The PBS NewsHour has been part of the American Graduate Project since its inception and regularly highlights educational innovations, national trends and challenges. Our stories often shine a light on successful programs that may not be well-known. In honor of American Graduate Day, Saturday, September 27, we have put together a list of our favorite American Graduate stories, resources and initiatives.
This week, the NewsHour’s American Graduate team will look at the challenges of educating the thousands of unaccompanied, undocumented children who have crossed the U.S.-Mexico border in recent months and have enrolled in school while they wait for their day in immigration court.
On Saturday’s NewsHour, we will take an in-depth look at the state of Florida’s plan mandating an extra hour of reading instruction each day for students in its 300 lowest-performing elementary schools.
Clintondale High School, located just outside Detroit, was struggling when, three years ago, Principal Greg Green decided to flip the traditional classroom model on its head. Now, students watch lectures and lessons at home on video, then work directly with their teachers on traditional “homework” activities when they go to school. While individual teachers are experimenting with this technique, Clintondale is the first U.S. high school to do a total flip.
- Bring your students into the conversation about ‘flipped learning’ with this PBS Learning Media video and student guide
At Fox Hill Elementary School in suburban Indianapolis, students take “brain breaks,” short activities designed to get students up and moving, along with organized games and physical activity at recess and in the class are part of the school’s strategy to educate students holistically.
“We have to always take into account their physical health, their mental health as well as their ability to read, write and to do math,” said Principal Sean Taylor. “You can’t exceed your expectations in one area without taking into account all those other aspects.”
- For PBS NewsHour Extra resources highlighting active learning strategies, click here.
Half a century ago, students and local organizers banded together to fight to end segregation and discrimination against African-Americans in the United States.
In what became known as Freedom Summer, over 1,000 mostly-white, college-age volunteers flocked to Mississippi and joined local African-American leaders to register voters and protest injustice. They created Freedom Schools in an attempt to correct education inequalities for children of color.
- Help students understand the history behind the Freedom Schools and let them express their own opinions about racial discrimination and if they think schools are still segregated today. Click here for a PBS NewsHour Extra video guide to support student learning on this topic.
Imagine going to a school without desks or worksheets. Learning takes place while sitting on couches, using computers, playing video games on plasma screens and role-playing. That’s what sixth grade is like for students at the private New Roads School in Santa Monica, California.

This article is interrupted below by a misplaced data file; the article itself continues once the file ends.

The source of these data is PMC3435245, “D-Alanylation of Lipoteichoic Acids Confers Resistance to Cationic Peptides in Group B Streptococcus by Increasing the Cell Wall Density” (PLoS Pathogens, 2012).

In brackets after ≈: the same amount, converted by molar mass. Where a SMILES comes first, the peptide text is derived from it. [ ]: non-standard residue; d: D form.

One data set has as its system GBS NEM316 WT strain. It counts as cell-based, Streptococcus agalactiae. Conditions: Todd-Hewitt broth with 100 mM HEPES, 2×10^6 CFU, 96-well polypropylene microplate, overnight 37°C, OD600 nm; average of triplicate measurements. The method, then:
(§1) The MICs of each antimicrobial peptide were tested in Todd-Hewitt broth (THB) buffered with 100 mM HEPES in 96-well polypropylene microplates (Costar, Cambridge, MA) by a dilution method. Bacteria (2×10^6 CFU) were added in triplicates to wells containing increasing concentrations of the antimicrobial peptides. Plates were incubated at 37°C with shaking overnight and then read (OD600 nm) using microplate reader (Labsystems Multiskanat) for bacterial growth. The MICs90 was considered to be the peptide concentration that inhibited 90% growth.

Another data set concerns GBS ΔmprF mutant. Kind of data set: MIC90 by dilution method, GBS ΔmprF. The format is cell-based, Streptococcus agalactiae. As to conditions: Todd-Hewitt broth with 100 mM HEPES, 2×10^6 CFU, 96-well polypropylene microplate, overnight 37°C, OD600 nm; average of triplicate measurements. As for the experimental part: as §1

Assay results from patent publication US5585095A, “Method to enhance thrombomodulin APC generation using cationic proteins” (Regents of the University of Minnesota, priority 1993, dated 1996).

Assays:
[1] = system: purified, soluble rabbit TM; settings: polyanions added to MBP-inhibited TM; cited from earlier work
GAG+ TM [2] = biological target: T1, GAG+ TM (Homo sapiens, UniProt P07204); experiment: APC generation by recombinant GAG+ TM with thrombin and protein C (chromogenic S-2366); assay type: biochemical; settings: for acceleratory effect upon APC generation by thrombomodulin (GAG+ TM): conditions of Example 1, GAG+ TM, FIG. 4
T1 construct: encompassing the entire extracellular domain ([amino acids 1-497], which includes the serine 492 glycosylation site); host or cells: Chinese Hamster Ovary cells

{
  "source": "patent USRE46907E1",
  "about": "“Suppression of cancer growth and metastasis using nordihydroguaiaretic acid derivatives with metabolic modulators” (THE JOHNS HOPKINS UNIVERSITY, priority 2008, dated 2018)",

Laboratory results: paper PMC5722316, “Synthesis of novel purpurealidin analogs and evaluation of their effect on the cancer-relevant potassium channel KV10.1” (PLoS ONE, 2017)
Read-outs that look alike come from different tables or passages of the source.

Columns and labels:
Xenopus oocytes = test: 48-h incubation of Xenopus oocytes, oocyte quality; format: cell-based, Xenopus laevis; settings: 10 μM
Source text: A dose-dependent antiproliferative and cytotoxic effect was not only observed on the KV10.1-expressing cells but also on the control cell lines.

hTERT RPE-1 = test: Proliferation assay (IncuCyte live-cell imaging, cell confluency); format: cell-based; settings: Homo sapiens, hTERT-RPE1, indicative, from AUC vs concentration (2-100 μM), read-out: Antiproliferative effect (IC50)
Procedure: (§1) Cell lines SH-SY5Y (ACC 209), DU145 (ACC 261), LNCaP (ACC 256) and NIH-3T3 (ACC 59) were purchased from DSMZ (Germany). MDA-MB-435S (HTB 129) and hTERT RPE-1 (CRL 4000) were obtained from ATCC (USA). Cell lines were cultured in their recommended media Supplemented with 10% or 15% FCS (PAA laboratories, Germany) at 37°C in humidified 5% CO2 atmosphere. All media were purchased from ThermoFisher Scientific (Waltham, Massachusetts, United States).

Collaboration, teamwork and experiential learning happens every day at the Playmaker School, which is made up of the sixth graders who attend the private New Roads School. The Playmaker School concept is based on the use of games and authentic experiences as engagement tools and hands-on lessons that urge children to explore what interests them within the boundaries of a given topic.
- Want to share the story with students? Visit our video blog on the Playmaker story and use our educational support materials to get the conversation started in your classroom.
Because informed and engaged young people are critical for a healthy democracy, the PBS NewsHour Student Reporting Labs program connects middle and high school students to local PBS stations and news professionals in their community to produce original, student-generated video reports.The students who participate in the project learn how to think critically, problem-solve, synthesize information and investigate important topics. The American Graduate Project is a proud supporter of this unique high-impact youth reporting program. To learn more about the Labs please visit their website.
American Graduate Day is a full-day, live broadcast and outreach event scheduled for September 27, 2014. Over the course of a 7-hour day, more than 80 public television stations across the country will host a “call-to-action” campaign featuring more than 40 local and national community partners. Throughout the day, videos and interviews will showcase how these organizations provide support, advice, and prevention and intervention services to at-risk students, families, and schools.
This collection of resources is designed to mobilize teachers, students, parents, and community members to identify ways to take action and help increase the graduation rates in their schools and communities.